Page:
According to a conventional method of detecting an rotation angle, a shaft of a potentiometer is rotated in accordance with a rotation angle of an object to be measured for detecting the rotating angle based on the variation of the resistance value of the potentiometer caused by the rotation. According to this method, however, due to the sliding friction of the potentiometer where the torque applied to the potentiometer is small, a large error occurs. For example, in a method of detecting the inclination angle by measuring the rotaton angle of a pendulum, for the purpose of decreasing the error, it is necessary to make sufficiently large the rotational moment of the pendulum so that it is difficult to construct such device to have a small size and to obtain a desired response characteristic. Another defect of the method of utilizing the potentiometer lies in a short life caused by friction.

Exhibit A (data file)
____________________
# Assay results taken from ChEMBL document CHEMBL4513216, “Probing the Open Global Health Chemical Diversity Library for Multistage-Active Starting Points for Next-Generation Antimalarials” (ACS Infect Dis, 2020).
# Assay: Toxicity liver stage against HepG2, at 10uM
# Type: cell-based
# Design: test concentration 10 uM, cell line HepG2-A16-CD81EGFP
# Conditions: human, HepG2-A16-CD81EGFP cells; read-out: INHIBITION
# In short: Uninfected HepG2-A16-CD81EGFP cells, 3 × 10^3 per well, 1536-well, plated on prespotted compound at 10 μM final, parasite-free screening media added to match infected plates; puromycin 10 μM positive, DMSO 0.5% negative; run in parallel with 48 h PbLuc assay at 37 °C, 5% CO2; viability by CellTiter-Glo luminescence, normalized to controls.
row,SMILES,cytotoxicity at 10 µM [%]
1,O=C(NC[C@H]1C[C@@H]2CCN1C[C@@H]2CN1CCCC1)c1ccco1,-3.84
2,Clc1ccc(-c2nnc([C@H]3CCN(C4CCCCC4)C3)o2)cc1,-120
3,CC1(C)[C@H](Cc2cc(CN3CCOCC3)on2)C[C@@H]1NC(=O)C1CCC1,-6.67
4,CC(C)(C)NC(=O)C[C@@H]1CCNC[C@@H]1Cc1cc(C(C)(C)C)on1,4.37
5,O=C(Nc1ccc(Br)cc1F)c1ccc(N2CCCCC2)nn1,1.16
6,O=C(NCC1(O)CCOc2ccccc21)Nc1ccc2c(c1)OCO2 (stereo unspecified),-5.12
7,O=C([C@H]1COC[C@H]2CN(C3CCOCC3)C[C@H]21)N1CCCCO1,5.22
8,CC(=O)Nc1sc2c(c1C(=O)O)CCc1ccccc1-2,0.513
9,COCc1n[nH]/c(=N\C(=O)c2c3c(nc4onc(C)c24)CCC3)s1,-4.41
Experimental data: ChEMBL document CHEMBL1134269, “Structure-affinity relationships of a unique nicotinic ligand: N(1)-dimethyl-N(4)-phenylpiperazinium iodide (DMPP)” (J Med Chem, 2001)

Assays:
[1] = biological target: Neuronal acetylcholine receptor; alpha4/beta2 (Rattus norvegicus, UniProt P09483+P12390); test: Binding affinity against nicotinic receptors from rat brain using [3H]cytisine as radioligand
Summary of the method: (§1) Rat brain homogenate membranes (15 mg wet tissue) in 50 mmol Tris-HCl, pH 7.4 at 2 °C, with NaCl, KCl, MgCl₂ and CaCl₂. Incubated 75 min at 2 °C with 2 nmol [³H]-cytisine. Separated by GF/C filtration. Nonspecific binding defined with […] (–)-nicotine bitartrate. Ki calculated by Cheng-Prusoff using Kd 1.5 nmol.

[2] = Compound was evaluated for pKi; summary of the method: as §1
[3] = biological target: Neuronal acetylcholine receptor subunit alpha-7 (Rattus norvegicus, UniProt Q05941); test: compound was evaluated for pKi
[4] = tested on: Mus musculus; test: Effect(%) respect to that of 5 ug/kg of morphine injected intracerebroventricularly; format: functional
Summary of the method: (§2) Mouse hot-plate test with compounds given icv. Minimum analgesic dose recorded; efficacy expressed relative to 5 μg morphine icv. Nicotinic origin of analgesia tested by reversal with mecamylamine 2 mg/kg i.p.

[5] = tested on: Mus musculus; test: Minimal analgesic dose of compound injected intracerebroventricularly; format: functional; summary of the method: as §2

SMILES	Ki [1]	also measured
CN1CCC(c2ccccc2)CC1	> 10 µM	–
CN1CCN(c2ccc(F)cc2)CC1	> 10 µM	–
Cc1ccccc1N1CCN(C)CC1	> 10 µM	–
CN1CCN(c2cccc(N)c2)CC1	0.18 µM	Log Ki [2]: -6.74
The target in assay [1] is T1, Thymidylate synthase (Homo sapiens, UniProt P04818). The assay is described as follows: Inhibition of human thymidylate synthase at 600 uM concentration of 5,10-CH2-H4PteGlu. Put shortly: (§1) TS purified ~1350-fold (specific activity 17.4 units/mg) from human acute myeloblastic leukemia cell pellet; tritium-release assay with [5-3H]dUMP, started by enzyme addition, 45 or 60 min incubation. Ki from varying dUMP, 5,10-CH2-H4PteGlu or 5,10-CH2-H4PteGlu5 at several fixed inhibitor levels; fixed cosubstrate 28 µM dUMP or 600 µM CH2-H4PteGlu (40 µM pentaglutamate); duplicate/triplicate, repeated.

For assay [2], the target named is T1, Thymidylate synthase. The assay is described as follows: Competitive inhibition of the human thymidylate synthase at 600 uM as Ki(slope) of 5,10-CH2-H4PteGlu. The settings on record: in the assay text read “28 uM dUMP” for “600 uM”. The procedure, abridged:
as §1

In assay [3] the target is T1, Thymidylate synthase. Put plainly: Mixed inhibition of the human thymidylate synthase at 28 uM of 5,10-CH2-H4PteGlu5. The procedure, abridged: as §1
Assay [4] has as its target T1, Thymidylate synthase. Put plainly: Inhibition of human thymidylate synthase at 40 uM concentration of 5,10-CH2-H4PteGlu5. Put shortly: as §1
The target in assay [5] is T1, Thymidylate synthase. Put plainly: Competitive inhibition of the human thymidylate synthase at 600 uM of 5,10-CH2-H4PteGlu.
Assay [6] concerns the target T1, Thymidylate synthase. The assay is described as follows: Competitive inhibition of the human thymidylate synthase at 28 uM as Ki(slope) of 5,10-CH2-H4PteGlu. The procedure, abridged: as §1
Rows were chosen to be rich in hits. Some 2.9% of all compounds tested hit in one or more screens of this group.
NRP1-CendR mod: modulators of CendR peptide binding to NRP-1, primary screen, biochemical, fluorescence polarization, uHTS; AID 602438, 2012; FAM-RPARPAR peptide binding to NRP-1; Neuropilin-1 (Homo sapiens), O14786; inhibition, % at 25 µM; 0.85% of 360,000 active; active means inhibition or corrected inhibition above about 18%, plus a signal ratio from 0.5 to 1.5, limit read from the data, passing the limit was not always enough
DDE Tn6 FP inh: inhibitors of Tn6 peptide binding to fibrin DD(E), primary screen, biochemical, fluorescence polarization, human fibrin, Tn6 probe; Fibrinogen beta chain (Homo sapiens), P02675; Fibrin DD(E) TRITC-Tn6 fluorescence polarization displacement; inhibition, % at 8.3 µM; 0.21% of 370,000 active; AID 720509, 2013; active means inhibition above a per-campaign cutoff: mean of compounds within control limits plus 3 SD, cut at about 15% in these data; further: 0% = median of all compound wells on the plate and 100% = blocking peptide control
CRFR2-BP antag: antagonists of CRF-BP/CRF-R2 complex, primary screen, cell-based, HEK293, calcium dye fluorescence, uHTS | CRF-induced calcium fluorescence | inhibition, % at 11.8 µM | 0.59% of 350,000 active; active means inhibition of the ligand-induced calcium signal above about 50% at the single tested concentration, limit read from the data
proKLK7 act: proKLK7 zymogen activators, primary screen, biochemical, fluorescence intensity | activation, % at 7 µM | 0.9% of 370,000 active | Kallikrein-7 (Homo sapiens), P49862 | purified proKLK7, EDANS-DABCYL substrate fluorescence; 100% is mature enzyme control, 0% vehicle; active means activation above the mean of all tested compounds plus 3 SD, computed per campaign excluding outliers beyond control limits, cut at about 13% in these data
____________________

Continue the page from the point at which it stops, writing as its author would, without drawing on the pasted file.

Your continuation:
To eliminate these defects it is necessary to measure the rotating angle of an object without touching the same so that methods of utilizing magnetic field or light have been proposed.

The apparatus utilizing magnetic field is constituted by a sensor which senses magnetism such as a magnetic resistance element or a Hall element, but where such apparatus is used in an enviromnment in which external magentic field exists the measured value is influenced by the external magentic field thereby causing error. For this reason, in a certain case it is necessary to provide a magentic shield.